The Grain Stocks report, issued by USDA’s National Agricultural Statistics Service (NASS) on March 31, 2011, shows relatively tight stocks for each of the feed grains. Corn stocks on March 1 were pegged at 6,523 million bushels, down 15 percent from the previous year. Stocks were considerably lower than most trade estimates, but about what USDA was expecting. Within a few days of the Grain Stocks report, May corn futures rose more than $1.00 a bushel, and prices exceeded the previous all-time high for the nearby contract, providing evidence that more price rationing needs to occur. With incentives to feed wheat this summer due to favorable wheat prices relative to corn, corn feed and residual use is lowered by 50 million bushels to 5,150 million bushels, offset by an increase in wheat feeding expected this summer.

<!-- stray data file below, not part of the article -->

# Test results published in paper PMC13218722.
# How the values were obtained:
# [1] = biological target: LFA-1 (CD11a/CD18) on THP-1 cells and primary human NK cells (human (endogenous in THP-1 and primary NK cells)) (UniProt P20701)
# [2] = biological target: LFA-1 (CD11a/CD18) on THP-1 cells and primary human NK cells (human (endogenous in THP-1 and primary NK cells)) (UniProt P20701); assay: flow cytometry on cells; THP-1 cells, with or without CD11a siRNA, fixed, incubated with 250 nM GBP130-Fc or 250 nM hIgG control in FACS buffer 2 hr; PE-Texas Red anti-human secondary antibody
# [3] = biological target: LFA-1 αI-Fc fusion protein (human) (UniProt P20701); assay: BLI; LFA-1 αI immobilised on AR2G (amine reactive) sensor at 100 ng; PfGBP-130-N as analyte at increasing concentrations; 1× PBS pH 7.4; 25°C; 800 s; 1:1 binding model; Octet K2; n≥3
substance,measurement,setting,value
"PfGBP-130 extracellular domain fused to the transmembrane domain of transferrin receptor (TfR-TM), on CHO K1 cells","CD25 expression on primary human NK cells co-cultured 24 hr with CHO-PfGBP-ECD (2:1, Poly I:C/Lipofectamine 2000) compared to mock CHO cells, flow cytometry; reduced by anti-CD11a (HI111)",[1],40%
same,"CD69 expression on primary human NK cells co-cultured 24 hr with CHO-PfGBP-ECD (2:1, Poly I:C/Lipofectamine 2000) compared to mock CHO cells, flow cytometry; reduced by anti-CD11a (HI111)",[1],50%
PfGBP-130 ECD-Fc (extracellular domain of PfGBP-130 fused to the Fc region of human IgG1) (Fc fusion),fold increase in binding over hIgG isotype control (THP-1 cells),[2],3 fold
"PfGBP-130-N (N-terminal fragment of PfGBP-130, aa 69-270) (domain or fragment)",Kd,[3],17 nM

Feed and residual use in the second half of the marketing year, forecast to be about 1,517 million bushels, is expected to be only 29.5 percent of the 5,150 million bushel marketing year total. This would be the lowest share since at least 1975. Feed and residual use in the second half of the year is expected to be the second lowest in absolute terms since 1975, behind the drought year of 1983. It would be down slightly from the 1,571 million estimated for 1995/96. Since 1995/96, corn used for ethanol is up more than 12-fold, adding substantially to available supplies of feed byproducts.

Projected sorghum feed and residual is increased by 10 million bushels this month and oat feed and residual is decreased by 15 million bushels, reflecting feed and residual use to date as indicated by the March 1 stocks. Feed and residual use for barley remains unchanged from last month.